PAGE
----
Orexigen Obesity Drug Hits Weight Loss Goal in Studies, Company Looks Toward FDA
San Diego-based Orexigen Therapeutics dumped a boatload of information in the public domain this morning about clinical trials of its experimental obesity drug. Investors have been in a wait-and-see mode about this drug for months after arguing over the merits of one big trial, but they reacted positively to this new batch of data, sending the stock up 16 percent to $6.62 just after the opening bell.
Orexigen (NASDAQ: OREX) said today that all three of the big clinical trials of the drug in obese patients reached their goals in showing that the treatment helped people lose more weight than a placebo. The company also said that it found encouraging signs on secondary goals, like reducing cholesterol, and blood sugar levels, and helping patients develop slimmer waists. There wasn’t much in the initial announcement about side effects, although Orexigen said nausea was the most common side effect that caused patients to drop out of the studies, and that seven out of 4,500 patients in the trials had severe side effects that may have been related to the drug, including gallbladder inflammation, seizure, heart palpitations, and vertigo.
The drug, a longer-lasting form of two generic treatments known as buproprion and naltrexone, has now cleared enough hurdles that Orexigen plans to send off an application to the FDA in the first half of 2010 to start marketing it in the U.S. as Contrave. If the FDA agrees the drug is safe enough to reach the market, then it has a shot to tap into a market surely worth multi-billions in the U.S. Obesity rates in the U.S. have been skyrocketing for years, as a result of the deadly combo of the sedentary lifestyle and junk-food culture. About two-thirds of U.S. adults are now considered overweight or obese, putting them at risk for a litany of conditions such as heart disease, diabetes, high blood pressure, and arthritis. The cost to society of all this unhealthy weight gain is hard to measure because it’s intertwined with so many diseases, but a U.S. Surgeon General’s report in 2000 fingered it as responsible for about 9 percent of national healthcare spending.
“The results demonstrate the potential for Contrave to help patients in their battle against obesity,” said Mike Narachi, president and CEO of Orexigen, in a statement.
Before breathless commentators start turning too many cartwheels though, it’s worth a closer look at the data to see what kind of magnitude of weight loss researchers saw with Orexigen’s drug.
The FDA has given guidance to drugmakers that it typically likes to see a new obesity drug cross at least one of two thresholds to win an approval: patients on the treatment have to show at least 5 percentage points of body weight loss improvement over a placebo group, or at least twice as many patients on the drug have to lose 5 or 10 percent of their total body weight compared to those on a placebo. It almost goes without saying that for a condition that millions of people have, and that doesn’t imminently threaten them with death, the safety profile of such a drug had better be squeaky-clean.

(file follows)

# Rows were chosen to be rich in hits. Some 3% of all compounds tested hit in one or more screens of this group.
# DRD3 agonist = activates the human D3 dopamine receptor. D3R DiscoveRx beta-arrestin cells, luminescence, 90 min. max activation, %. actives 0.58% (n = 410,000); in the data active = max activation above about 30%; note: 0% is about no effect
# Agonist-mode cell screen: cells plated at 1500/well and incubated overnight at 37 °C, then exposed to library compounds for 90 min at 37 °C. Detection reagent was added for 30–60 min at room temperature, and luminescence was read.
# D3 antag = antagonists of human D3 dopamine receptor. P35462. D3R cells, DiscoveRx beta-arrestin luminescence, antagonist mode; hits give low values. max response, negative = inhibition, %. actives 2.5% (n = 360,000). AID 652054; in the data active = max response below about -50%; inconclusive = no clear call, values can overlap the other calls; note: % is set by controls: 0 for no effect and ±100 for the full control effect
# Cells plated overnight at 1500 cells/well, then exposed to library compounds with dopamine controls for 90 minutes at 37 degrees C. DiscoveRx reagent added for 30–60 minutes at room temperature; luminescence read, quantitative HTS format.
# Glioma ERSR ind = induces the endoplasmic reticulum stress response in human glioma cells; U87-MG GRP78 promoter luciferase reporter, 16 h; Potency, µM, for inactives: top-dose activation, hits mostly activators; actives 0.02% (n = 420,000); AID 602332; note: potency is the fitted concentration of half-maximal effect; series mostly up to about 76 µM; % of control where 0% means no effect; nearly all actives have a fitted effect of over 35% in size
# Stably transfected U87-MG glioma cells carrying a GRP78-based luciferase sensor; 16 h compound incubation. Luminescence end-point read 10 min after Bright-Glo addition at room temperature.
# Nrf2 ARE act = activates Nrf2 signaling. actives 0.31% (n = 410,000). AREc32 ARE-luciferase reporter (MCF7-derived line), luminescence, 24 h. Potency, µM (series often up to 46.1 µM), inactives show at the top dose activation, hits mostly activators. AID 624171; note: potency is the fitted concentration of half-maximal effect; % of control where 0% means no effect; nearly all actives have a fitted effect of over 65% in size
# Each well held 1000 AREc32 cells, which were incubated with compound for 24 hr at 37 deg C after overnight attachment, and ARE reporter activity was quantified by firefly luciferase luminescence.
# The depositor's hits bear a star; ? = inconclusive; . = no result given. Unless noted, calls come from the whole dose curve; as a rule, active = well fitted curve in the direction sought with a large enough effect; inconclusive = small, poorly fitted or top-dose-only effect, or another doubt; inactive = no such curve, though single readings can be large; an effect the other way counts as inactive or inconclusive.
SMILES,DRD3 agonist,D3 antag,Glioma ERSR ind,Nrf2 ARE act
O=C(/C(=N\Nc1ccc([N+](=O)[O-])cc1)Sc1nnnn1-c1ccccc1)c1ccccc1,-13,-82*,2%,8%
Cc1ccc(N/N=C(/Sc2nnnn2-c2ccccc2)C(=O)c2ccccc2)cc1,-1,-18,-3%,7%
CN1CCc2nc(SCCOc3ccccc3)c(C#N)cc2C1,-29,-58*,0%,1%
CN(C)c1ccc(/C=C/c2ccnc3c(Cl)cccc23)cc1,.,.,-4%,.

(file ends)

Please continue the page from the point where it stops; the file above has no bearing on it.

So how did Orexigen do? About half of the patients in two big trials (48 percent and 56 percent) lost at least 5 percent of their body weight on the Orexigen treatment after little more than a year, which is about three times as many people who did that well in the placebo group (16 percent and 17 percent, respectively.) So far, so good.
Here’s where things get into a little more of a gray zone. The average patient taking the drug in the first trial, COR-1, lost 6.1 percent of his or her body weight, compared with 1.3 percent for those on placebo. The second trial known as COR-2 showed a similar effect, with 6.4 percent average body weight on the Orexigen drug, compared with 1.2 percent in the placebo group. If these trials are pooled together, that means the average patient had exactly 5 percentage points of more weight loss than placebo—the minimum of benefit the FDA wants to see on that important measurement.
The full details of these studies—including a more detailed picture of risk and benefit that the FDA will get to see—will be further analyzed and submitted at scientific conferences and peer-reviewed journals, the company said. The company, as we have written before, will have to compete for market share for this drug with two other companies in the final stages of developing obesity drugs—San Diego-based Arena Pharmaceuticals (NASDAQ: ARNA) and Mountain View, CA-based Vivus (NASDAQ: VVUS). This battle to create the next big thing for obesity is going to be a story to watch for the next couple years.